Wednesday, July 18, 2018

After 10 Years, "The Dark Knight" Continues to Be a Milestone in Superhero Cinema

Scene from The Dark Knight

It's sort of a cliche, but it's hard to describe the impact of director Christopher Nolan's The Dark Knight without stating the obvious: it started with a bang. The camera entered the world of Gotham by zooming in on a window shattering, on the other side is a group of men in clown masks running through the plan, which is essentially a game of last man standing. With each piece of the puzzle unlocked, another person dies. Nobody knows who the mastermind is, nor will they really until it's too late. It's a world that superhero cinema wasn't used to, as even Nolan's previous D.C. movie Batman Begins didn't think to go this dark, finding a world where order was finally meeting chaos, as portrayed by a 28-year-old actor who unfortunately had died earlier in 2008 only to deliver (to date) the only superhero performance that was so revered that it got a posthumous Oscar win. The Dark Knight was a behemoth in 2008 and set the template for a new era of "dark and gritty" cinema that followed. It was unafraid to take risks, and in the process solidified the mythos of Nolan's godlike hold on the blockbuster. It changed cinema, plain and simple.

In 2008, it was deep into the George W. Bush era and No Country for Old Men and There Will be Blood were months away from dominating awards season. It was a melancholic point for cinema, and Nolan understood the shift better than anyone in the comic industry, who were still making films that could be called "fun." The Marvel Cinematic Universe had technically begun a few months prior, but it hadn't taken as strong a hold as The Dark Knight did upon its immediate release. It was preceded by months of clever marketing where cryptic messages lead people through mazes on the internet and teasers only raised speculation. The casting of Heath Ledger was controversial in large part because nobody could see him topping The Joker performance done by Jack Nicholson in Batman (1989). It was a hefty goal for a film that revolutionized superhero cinema not by making things more stylized, but instead going against what had come to be expected from Batman during the late 90's Joel Schumacher era. Batman, subjectively, existed in our world and it was scarier to think that these supervillains did, too.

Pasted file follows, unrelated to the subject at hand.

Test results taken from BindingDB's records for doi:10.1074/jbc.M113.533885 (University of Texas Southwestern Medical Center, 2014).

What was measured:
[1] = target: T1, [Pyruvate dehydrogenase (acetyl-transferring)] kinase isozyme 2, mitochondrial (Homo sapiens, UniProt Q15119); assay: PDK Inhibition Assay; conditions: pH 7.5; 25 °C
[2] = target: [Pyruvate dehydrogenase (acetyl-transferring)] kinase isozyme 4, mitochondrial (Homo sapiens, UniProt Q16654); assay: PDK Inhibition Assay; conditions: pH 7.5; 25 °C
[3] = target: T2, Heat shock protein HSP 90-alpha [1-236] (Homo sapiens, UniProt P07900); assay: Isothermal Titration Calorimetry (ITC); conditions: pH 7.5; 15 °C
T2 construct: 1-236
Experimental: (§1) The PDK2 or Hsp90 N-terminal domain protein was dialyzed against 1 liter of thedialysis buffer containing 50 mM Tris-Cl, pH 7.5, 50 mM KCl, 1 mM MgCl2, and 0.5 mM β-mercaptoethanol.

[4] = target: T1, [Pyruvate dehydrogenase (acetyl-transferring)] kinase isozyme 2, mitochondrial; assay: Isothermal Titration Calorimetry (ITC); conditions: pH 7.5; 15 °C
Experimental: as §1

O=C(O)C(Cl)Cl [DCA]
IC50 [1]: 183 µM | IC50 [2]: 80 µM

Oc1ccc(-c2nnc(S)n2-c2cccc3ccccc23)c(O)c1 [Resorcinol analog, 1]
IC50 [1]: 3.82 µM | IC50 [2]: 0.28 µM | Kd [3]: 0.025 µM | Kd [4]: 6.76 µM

It's why the long notes of co-composers James Newton Howard and Hans Zimmer became the eerie anthem. It was like ringing ears that disoriented the viewer as they witnessed the opening heist scene, or the many antics of The Joker as he found a way to control the mob and turn beloved politician Harvey Dent (Aaron Eckhardt) into the evil Two-Face, who murdered people by chance. The Joker's dastardly scheme lacked an order that made sense to anyone but him. He didn't play chess so much as flip the board over and rob his opponent. He loved the antagonism of holding hostages, creeping people out, and making up elaborate stories for how he got his war-painted face hid garish scars. It's so believable that it's easy to ignore how often his story changes, or how it's all a big joke to him. Gone are the days of Nicholson or even Caesar Romero's Joker. Now he was an anarchist, looking to watch the world burn. He's unnerving because he can't be understood, and Ledger brought a drowsy quality, capturing a weary figure who was tired of dealing with others. It was a performance that took a lot physically out of him, and it unfortunately lead to pain pill addiction that took his life. Still, it only added to the mythos of the great performance displayed on screen, showing an actor who couldn't be interviewed about his craft. He was a mystery in a time where no actor had privacy. Ledger was an anomaly, and whose death unfortunately meant he died at the moment when he was at his career best.